The festival has featured many different material art and craft genres throughout the years.  Most of these arts and crafts originated for entirely utilitarian reasons or to meet basic needs of the region’s early settlers, organizers said.  But as a result of regional economic changes, especially increased availability of manufactured goods since the mid-20th century, these arts and crafts are no longer practical necessities; however, many talented artisans and craftsmen in the Ozarks continue to practice them both as outlets for their creativity and as means of celebrating the region’s rich cultural heritage, festival organizers explained.

Area artisans and demonstrators who are keeping these traditional crafts alive and would like to share their talents with festival goers are encouraged to contact coordinator Emily Gibson at 417-255-7966 or e-mail to info@westplainsarts.org.

The Old-Time Music, Ozark Heritage Festival is the signature event for West Plains.  The two-day festival seeks to celebrate, preserve, pass on and nurture an appreciation of the old-time music and folk life traditions distinctive to the Ozark Highlands.

Festival partners include the West Plains Council on the Arts, the City of West Plains, the Ozark Heritage Welcome Center, West Plains Civic Center and Missouri State University-West Plains.  Partial funding for this event was provided by the Missouri Arts Council, a state agency.

For more information on the festival e-mail info@westplainsarts.org, visit the website at http://www.oldtimemusic .org

 or “like” the Facebook page at https://www.facebook.com/pages/Old-Time-Music-Ozark-Heritage-Festival/223205480264  

Old-Time Music, Ozark Heritage Festival T-shirts now on sale at Heroes Coffee, Ozark Heritage Welcome Center

You don’t have to wait until June 20 and 21 to pick up one of the signature T-shirts of The Old-Time Music, Ozark Heritage Festival.  Shirts are now available through Heroes Coffee Café, 1372 Bill Virdon Blvd., and the Ozark Heritage Welcome Center, 2999 Porter Wagoner Blvd., in West Plains, festival organizers announced.

“We’re thrilled officials at Heroes Coffee Café and Ozark Heritage Welcome Center have boosted their support for West Plains’ signature event by selling festival T-shirts, including the internationally known Squirrel Pot Pie shirts designed by West Plains resident Kevin Smith, year round,” organizers said.

T-SHIRTS FOR THE OLD-TIME MUSIC, Ozark Heritage Festival are now available year round at Heroes Coffee Café and the Ozark Heritage Welcome Center, both in West Plains.  With the festival T-shirt display at Heroes Coffee Café are, from left Felicia Trayler, Doris Gutierrez, Mandi Rohlfsen and Bryce Mossman of Heroes and festival volunteers Mark Basom and Josh Shirley.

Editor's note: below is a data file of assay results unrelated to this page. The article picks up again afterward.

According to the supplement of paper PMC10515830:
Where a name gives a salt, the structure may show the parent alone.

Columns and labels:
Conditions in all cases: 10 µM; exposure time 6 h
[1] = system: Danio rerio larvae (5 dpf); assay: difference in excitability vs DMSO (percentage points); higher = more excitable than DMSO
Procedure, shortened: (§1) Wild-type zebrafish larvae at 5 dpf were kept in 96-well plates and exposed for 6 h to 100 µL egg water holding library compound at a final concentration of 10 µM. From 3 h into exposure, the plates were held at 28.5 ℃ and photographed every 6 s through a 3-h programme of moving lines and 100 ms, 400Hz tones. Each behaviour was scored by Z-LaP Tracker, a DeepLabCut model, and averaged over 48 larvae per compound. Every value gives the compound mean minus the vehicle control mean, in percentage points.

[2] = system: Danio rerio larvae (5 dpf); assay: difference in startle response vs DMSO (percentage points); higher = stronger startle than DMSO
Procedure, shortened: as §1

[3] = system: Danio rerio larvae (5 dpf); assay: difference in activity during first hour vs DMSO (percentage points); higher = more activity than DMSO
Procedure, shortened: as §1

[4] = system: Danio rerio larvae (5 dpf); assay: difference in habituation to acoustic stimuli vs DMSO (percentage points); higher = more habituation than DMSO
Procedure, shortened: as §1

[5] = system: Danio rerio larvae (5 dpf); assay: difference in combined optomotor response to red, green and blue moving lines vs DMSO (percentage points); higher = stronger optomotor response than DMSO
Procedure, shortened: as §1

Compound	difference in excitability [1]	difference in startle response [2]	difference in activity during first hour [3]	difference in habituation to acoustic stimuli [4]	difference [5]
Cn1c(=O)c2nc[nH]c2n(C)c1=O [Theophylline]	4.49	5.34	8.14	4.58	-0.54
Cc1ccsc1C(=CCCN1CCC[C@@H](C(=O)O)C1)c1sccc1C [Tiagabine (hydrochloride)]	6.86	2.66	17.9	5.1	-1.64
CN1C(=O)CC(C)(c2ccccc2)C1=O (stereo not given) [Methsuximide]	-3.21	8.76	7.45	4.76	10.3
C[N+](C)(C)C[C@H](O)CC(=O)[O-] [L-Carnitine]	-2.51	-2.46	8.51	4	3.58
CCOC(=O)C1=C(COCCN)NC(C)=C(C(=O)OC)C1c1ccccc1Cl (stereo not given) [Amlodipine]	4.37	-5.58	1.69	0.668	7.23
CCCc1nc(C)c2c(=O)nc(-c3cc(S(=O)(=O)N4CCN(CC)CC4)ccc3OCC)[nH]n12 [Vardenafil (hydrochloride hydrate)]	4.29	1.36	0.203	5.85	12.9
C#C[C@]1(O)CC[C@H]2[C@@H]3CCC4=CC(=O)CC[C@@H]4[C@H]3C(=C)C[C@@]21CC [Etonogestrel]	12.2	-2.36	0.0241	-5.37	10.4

T-SHIRTS FOR THE OLD-TIME MUSIC, Ozark Heritage Festival are now available year round at Heroes Coffee Café and the Ozark Heritage Welcome Center, both in West Plains. With the festival T-shirt display at Heroes Coffee Café are, from left Felicia Trayler, Doris Gutierrez, Mandi Rohlfsen and Bryce Mossman of Heroes and festival volunteers Mark Basom and Josh Shirley.

Proceeds from the shirt sales go directly to support the festival, held on the third weekend of June each year, organizers said.

The Old-Time Music, Ozark Heritage Festival will celebrate its 20th year this year, and organizers promised attendees will find a variety of activities and events to enjoy from 10 a.m. to 10 p.m. both days of the event, including the featured old-time music on the main stage.

In addition, over 100 vendors and demonstrators are expected to fill the festival grounds with their wares, and children can play the games their grandparents and great-grandparents once played in a special children’s area.  The always entertaining mule jump competition and the 10th anniversary of the What’s Cookin’ Stage will round out what promises to be a wonderful celebration, organizers added.

Heroes Coffee Café is a locally-owned, full-service coffee and espresso bar and cafe offering gourmet made-to-order sandwiches, homemade soups and salads, baked goods and more.  Hours are 7 a.m. to 7 p.m. Mondays through Fridays and 8 a.m. to 2 p.m. Saturdays.

Provided as a gift to the community by the Southern Missouri Homebuilders Association in 1997, the Ozark Heritage Welcome Center provides free maps and brochures for West Plains and the surrounding region, a dump station for RVs, picnic tables, free coffee, soda machine, clean restrooms for visitors, local crafts and souvenirs, and Missouri postcards.  It is an affiliate of the Missouri Department of Toursim.

The Old-Time Music, Ozark Heritage Festival is the signature event for West Plains.  The two-day festival seeks to celebrate, preserve, pass on and nurture an appreciation of the old-time music and folk life traditions distinctive to the Ozark Highlands.

Major sponsors include the West Plains Council on the Arts, the City of West Plains, the Ozark Heritage Welcome Center, West Plains Civic Center and Missouri State University-West Plains.  Partial funding for this event was provided by the Missouri Arts Council, a state agency.

For more information about the festival, visit the City of West Plains’ festival site, http://www.westplains.net/tourism/otherpages5.php” or the Festival Facebook page https://www.facebook.com/Old.Time.Music.Festival